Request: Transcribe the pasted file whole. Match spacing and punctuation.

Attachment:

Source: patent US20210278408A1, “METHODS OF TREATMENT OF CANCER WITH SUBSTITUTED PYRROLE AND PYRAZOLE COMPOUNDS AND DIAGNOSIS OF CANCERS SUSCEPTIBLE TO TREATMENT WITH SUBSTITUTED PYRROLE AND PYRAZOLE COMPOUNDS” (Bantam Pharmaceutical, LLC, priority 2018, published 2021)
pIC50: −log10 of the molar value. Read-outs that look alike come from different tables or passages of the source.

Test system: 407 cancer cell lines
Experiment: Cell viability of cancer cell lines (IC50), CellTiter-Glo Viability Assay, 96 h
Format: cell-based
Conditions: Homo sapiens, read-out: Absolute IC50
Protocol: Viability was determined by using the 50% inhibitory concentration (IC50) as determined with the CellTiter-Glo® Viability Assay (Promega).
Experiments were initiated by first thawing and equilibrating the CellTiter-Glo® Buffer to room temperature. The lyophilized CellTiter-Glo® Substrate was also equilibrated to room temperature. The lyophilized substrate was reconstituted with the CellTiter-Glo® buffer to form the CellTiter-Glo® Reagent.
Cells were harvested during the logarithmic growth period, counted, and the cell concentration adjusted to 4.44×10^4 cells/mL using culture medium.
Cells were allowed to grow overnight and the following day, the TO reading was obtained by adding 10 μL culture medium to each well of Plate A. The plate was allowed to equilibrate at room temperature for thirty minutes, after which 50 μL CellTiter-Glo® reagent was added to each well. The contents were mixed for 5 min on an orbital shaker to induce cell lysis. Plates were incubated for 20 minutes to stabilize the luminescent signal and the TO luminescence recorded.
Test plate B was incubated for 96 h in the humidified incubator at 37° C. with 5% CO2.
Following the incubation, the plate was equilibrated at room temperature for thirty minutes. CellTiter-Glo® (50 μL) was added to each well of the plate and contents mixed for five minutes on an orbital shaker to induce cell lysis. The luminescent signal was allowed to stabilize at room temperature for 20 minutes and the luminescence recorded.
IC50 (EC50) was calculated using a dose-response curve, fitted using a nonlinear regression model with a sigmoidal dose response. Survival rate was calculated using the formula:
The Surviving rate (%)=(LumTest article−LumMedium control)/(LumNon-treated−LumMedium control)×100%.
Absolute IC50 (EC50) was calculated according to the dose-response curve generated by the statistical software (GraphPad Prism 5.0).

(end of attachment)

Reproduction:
Source: patent US20210278408A1, “METHODS OF TREATMENT OF CANCER WITH SUBSTITUTED PYRROLE AND PYRAZOLE COMPOUNDS AND DIAGNOSIS OF CANCERS SUSCEPTIBLE TO TREATMENT WITH SUBSTITUTED PYRROLE AND PYRAZOLE COMPOUNDS” (Bantam Pharmaceutical, LLC, priority 2018, published 2021)
pIC50: −log10 of the molar value. Read-outs that look alike come from different tables or passages of the source.

Test system: 407 cancer cell lines
Experiment: Cell viability of cancer cell lines (IC50), CellTiter-Glo Viability Assay, 96 h
Format: cell-based
Conditions: Homo sapiens, read-out: Absolute IC50
Protocol: Viability was determined by using the 50% inhibitory concentration (IC50) as determined with the CellTiter-Glo® Viability Assay (Promega).
Experiments were initiated by first thawing and equilibrating the CellTiter-Glo® Buffer to room temperature. The lyophilized CellTiter-Glo® Substrate was also equilibrated to room temperature. The lyophilized substrate was reconstituted with the CellTiter-Glo® buffer to form the CellTiter-Glo® Reagent.
Cells were harvested during the logarithmic growth period, counted, and the cell concentration adjusted to 4.44×10^4 cells/mL using culture medium.
Cells were allowed to grow overnight and the following day, the TO reading was obtained by adding 10 μL culture medium to each well of Plate A. The plate was allowed to equilibrate at room temperature for thirty minutes, after which 50 μL CellTiter-Glo® reagent was added to each well. The contents were mixed for 5 min on an orbital shaker to induce cell lysis. Plates were incubated for 20 minutes to stabilize the luminescent signal and the TO luminescence recorded.
Test plate B was incubated for 96 h in the humidified incubator at 37° C. with 5% CO2.
Following the incubation, the plate was equilibrated at room temperature for thirty minutes. CellTiter-Glo® (50 μL) was added to each well of the plate and contents mixed for five minutes on an orbital shaker to induce cell lysis. The luminescent signal was allowed to stabilize at room temperature for 20 minutes and the luminescence recorded.
IC50 (EC50) was calculated using a dose-response curve, fitted using a nonlinear regression model with a sigmoidal dose response. Survival rate was calculated using the formula:
The Surviving rate (%)=(LumTest article−LumMedium control)/(LumNon-treated−LumMedium control)×100%.
Absolute IC50 (EC50) was calculated according to the dose-response curve generated by the statistical software (GraphPad Prism 5.0).